The woods contained a variety of trees. Silver birch and hazel were richly present, and the white blossom of elderflower blessed the trees with the promise of berries to come. Willows hung over the lake, enjoying the wet environment. Yet the river held in its grip a small tree roots and all, as if to remind us of the winter storms that beset Northern England. The woodland looked like an old wood to me,for I could spot the multiple stems that come from stumps that have been coppiced, an ancient practice only just coming back into fashion.

Peering through the trees we espied a cluster of ducks on the lake,one of which was a female goosander, a red beaked species that I have not  seen before.

We walked all the way around Elterwater, the first time that I have paid this small watery gem as much attention as it deserves.


View from near elterwater
View from near elterwater
Furry3, from Pixabay

The Rest of the Day.

As it was a celebration we lunched well, choosing the Brittania Inn, a hostelry with oak wood beams that dates back over four hundred years. As the seats outside were taken up by walkers and tourists enjoying the sun we sat indoors under oak beams and enjoyed a good plate of locally produced meat on burgers.

Then we set off for the afternoon's walking. This time we kept to the road, a peaceful minor thoroughfare heading for the hillside village of Chapel Stile, which we did not reach, it was too far.Apart from a few cars and athletic young people whizzing along on mountain bikes the road was peaceful and safe, and we walked between farm land to our left and woodland to our right.

Besides the traditional Cumbrian dry stone walls, made without mortar and held together by weight, all beautifully constructed, the farmers had doubled their field defences by making traditional hedges on the roadside These are not just bushes, but are woven according to a pattern. The hedgelayer gets a billhook, a short slashing tool, and cuts half through a young slender trunk. Then he plants poles into the ground on the stretch of hedge that he is laying. The next step is to bend over the half cut trunks until they are horizontal and then weave the "pleached" [half cut] trunks into the poles. This is done with the pleached trunks in layers, one above the other. The half-severed trunks continue to grow,  thicken and harden,making a solid unbreakable cross between a hedge and a fence. I have given a rough idea of how the job is done,but each area of Britain has its own style. There is even a hedgelaying championship,often hosted by Prince Charles at his estate at Highgrove in southern England.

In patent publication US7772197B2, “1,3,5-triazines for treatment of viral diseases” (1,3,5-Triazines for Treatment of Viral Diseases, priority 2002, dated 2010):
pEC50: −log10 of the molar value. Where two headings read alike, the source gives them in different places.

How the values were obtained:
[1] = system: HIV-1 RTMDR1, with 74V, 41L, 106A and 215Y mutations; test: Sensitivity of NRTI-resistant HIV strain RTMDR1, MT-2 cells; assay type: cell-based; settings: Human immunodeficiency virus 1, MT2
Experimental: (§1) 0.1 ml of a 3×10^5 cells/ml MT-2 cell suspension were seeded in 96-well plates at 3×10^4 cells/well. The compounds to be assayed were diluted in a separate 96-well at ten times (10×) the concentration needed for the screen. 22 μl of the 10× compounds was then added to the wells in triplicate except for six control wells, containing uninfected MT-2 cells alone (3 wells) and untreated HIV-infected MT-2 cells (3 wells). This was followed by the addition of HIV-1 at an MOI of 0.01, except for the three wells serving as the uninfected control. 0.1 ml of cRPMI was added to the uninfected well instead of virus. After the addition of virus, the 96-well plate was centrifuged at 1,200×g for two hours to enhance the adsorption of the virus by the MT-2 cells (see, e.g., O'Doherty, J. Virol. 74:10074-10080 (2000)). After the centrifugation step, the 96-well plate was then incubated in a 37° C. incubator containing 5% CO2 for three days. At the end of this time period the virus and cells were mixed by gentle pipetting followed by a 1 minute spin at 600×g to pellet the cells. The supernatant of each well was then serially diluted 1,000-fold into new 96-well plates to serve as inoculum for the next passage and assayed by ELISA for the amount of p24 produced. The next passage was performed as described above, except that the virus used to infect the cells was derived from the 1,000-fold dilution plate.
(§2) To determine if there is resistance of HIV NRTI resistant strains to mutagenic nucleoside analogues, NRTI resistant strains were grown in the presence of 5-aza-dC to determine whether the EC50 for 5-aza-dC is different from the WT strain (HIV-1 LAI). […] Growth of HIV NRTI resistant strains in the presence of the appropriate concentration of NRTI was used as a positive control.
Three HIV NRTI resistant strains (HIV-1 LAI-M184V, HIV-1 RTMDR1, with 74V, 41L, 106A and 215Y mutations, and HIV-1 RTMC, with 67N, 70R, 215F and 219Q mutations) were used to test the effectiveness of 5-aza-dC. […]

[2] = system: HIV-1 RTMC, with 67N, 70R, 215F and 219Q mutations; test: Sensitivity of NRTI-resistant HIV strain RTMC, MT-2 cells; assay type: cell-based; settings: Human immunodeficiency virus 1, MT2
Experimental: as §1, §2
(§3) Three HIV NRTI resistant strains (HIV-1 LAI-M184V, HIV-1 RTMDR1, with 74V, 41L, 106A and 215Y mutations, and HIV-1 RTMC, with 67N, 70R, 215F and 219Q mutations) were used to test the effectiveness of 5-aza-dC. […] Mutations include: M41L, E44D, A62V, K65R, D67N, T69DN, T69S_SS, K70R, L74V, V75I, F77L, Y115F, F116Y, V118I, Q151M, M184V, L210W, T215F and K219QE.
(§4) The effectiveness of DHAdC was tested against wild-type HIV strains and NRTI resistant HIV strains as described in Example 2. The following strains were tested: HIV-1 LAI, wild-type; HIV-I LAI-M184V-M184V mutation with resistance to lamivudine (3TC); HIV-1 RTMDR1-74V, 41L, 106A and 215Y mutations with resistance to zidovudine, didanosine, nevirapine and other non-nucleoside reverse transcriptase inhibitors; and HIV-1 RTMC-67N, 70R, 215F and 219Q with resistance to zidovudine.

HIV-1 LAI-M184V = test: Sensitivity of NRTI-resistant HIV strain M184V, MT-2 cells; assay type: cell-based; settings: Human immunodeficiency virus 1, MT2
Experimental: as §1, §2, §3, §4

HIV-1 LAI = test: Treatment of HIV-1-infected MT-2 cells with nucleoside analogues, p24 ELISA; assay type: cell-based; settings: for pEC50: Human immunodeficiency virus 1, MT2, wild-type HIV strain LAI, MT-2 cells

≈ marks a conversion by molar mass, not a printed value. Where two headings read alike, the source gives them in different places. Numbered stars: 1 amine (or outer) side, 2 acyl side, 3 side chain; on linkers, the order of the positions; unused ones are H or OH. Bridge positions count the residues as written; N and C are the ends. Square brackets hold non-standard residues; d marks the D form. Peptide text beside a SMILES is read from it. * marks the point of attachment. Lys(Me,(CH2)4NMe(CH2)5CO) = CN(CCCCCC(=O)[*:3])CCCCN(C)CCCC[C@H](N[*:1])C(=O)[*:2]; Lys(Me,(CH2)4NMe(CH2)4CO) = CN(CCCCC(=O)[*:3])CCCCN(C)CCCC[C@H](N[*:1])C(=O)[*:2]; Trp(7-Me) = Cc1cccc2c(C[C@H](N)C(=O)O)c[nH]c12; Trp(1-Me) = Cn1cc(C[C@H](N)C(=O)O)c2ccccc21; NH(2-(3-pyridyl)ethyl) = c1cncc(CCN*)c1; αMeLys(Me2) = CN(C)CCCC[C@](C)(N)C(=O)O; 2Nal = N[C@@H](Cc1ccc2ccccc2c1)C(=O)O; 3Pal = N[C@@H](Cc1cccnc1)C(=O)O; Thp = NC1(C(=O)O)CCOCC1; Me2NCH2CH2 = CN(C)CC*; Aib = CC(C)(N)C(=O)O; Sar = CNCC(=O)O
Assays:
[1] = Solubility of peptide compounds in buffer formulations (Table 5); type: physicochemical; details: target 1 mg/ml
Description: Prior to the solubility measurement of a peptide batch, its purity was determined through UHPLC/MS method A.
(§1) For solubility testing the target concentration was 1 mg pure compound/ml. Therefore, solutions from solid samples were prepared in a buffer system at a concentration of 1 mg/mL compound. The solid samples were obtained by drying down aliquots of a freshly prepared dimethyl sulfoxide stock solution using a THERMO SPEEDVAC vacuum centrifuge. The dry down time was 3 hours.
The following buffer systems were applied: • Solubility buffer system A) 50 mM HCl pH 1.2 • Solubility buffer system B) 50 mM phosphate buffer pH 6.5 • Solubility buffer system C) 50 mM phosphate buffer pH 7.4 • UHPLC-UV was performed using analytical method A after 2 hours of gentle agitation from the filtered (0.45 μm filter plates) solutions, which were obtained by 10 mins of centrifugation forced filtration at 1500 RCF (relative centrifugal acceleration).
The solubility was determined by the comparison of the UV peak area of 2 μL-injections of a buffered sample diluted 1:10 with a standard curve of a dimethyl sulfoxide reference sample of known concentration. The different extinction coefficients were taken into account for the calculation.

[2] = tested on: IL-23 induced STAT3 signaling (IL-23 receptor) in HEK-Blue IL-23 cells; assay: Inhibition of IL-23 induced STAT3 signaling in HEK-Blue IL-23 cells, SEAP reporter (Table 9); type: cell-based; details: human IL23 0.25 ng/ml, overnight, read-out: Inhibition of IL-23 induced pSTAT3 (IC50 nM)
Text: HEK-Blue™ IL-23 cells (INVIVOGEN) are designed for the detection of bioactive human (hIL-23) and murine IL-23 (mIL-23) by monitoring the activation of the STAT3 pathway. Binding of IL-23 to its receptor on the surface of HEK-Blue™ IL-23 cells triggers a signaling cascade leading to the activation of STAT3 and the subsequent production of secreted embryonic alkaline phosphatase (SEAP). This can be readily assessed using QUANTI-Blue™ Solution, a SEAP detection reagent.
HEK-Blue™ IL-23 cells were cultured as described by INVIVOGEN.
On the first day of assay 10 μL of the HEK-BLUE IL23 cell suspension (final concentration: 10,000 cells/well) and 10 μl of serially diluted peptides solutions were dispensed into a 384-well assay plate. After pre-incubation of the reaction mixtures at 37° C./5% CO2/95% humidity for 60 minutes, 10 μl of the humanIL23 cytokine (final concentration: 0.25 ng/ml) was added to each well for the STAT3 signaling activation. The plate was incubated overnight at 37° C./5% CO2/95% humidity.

After turning round we diverted through the woods to reach Colwith Force, [force means waterfall in local dialect.] The woods were easy walking, however  we could only view the cascade from the top of what could only be called a ravine. There was access from the other side down a steep set of steps firmly affixed to the rocky walls, but when I looked across the ravine I had the feeling that the opposite side was a piece of land rarely  trodden  by humans.  But the view was enough.